by Midi Z (co-produced by House on Fire with Taiwan, Myanmar and Germany and being sold by UDI - Urban Distribution International),and Vangelo [+see also:
trailer
interview: Pippo Delbono
film profile
]
by Pippo Delbono (being screened as a special event – co-produced by Arte La Lucarne with Italy, Switzerland and Belgium). Last but not least, Venice Days will also feature a second title being sold by UDI: Hounds of Love by Australian director Ben Young

Moreover, the three finalists for the LUX Prize of the European Parliament will also be screened in Venice Days, and include two French productions: animated film My Life as a Courgette [+see also:
film review
trailer
film focus
interview: Claude Barras
film profile
]
by Claude Barras (premiered at Cannes), and As I Open My Eyes [+see also:
film review
trailer
film focus
interview: Leyla Bouzid
film profile
]
by Leyla Bouzid (which had its premiere in the Venice Days section last year). 

Turning to Critics’ Week, out of the seven feature films in competition, three are French (co-)productions. Standing out in particular is Four Days in France [+see also:
film review
trailer
film profile
]
by Jérôme Reybaud, which most notably reunites Pascal Cervo, Arthur Igual, Fabienne Babe, Nathalie Richard and Laëtitia Dosch. Written by the director, the film is the story of a man who leaves everything behind to travel across France, wandering across the landscape and into random encounters (sexual and otherwise): four days and nights during which, as he slowly becomes more and more lost, the one he loves tries to track him down using dating App Grindr. Produced by Elisabeth Perez for Chaz Productions, Four Days in France was made on a budget of €1.1 million and was co-produced by TSF and Film Factory. It received an advance on receipts from the CNC, and was supported by the Centre-Val de Loire (Ciclic) region and the Cineventure SOFICA. The film will be released in France by KMBO, and German company M-Appeal is handling international sales.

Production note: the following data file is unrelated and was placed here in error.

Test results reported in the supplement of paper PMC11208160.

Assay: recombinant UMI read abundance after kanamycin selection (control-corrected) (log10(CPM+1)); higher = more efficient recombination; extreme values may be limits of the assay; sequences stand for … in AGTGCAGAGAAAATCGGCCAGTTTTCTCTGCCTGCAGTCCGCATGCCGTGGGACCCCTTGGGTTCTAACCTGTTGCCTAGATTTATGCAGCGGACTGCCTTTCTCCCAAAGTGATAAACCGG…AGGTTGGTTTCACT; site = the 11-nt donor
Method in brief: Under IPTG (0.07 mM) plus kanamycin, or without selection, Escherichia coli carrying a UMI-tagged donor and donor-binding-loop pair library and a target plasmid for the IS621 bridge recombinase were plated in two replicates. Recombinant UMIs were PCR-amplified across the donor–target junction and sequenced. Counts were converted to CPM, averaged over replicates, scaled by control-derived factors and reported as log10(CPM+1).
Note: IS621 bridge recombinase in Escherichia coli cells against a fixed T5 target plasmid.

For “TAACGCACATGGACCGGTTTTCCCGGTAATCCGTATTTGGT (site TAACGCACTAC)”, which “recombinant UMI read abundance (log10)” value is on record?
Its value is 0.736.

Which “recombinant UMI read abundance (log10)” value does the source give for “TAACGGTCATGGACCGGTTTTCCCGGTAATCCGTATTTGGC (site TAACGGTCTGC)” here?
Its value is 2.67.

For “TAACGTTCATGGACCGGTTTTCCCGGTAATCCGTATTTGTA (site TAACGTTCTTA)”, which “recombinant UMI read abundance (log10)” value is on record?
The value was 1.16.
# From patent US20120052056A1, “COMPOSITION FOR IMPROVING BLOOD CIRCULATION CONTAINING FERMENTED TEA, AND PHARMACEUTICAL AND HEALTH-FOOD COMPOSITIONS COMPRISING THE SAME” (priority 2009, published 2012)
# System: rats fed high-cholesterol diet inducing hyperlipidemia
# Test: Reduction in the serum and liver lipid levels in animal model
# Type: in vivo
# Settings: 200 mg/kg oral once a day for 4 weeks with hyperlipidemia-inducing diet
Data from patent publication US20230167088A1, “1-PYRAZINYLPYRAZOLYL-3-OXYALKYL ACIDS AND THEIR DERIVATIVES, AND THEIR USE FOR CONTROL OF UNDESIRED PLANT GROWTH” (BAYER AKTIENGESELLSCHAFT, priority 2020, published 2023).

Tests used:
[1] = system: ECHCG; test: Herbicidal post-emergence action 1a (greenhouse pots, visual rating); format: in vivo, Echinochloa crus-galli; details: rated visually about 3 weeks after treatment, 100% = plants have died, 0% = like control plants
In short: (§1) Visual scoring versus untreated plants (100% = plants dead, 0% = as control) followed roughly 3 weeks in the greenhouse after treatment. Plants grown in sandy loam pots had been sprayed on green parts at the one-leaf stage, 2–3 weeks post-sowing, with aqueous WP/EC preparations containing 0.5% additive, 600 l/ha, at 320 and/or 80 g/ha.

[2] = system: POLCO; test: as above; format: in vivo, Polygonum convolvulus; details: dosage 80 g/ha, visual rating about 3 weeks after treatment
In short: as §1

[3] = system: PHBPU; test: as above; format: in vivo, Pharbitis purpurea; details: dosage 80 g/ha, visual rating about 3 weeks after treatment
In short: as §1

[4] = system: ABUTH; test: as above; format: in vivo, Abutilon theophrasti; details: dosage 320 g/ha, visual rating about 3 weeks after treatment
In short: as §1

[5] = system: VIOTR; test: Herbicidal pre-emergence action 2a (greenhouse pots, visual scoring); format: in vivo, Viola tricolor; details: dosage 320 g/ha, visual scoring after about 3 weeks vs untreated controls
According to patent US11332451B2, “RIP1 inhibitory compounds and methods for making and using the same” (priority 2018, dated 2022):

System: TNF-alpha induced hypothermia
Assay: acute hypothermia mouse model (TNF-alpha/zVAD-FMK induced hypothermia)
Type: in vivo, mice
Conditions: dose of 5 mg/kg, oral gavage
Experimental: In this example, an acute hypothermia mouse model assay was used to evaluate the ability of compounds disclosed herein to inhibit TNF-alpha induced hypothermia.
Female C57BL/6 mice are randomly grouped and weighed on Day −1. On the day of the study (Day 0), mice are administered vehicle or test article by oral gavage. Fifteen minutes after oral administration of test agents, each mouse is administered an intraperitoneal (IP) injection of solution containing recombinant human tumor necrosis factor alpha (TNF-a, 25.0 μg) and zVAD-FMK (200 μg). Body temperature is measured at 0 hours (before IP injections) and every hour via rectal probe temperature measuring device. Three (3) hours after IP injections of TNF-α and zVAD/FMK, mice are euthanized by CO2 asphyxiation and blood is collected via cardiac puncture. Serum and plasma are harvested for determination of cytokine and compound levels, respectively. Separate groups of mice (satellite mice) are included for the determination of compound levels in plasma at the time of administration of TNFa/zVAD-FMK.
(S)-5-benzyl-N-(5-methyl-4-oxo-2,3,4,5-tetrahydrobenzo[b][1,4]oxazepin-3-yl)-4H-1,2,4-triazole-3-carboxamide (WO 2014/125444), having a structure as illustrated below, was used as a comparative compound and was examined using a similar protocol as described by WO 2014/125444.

Also in the running is Drum [+see also:
trailer
film profile
]
by Iranian filmmaker Keywan Karimi, the executive producer for which was François d'Artemare for Les Films de l'Après-Midi (which also co-produced another film chosen for Venice this year, São Jorge [+see also:
film review
trailer
film focus
Q&A: Marco Martins
film profile
]
by Portuguese filmmaker Marco Martins, which will be showcased in the Horizons section).

A minority co-production completes France’s line-up: The Last Things [+see also:
film review
trailer
film profile
]
by Irene Dionisio, which was co-produced by Ad Vitam with Italy and Switzerland, and is being sold by Alma Cinema (a new company headed up by Sarah May). 

Also being shown in Critics’ Week is Colombian title The Nobodies by Juan Sebastián Mesa, which is being sold by Parisian company Alpha Violet, and Akher Wahed Fina by Ala Eddine Slim (Tunisia/Qatar/UAE/Lebanon) by Still Moving.

(Translated from French)

CNC conférence 6 decembre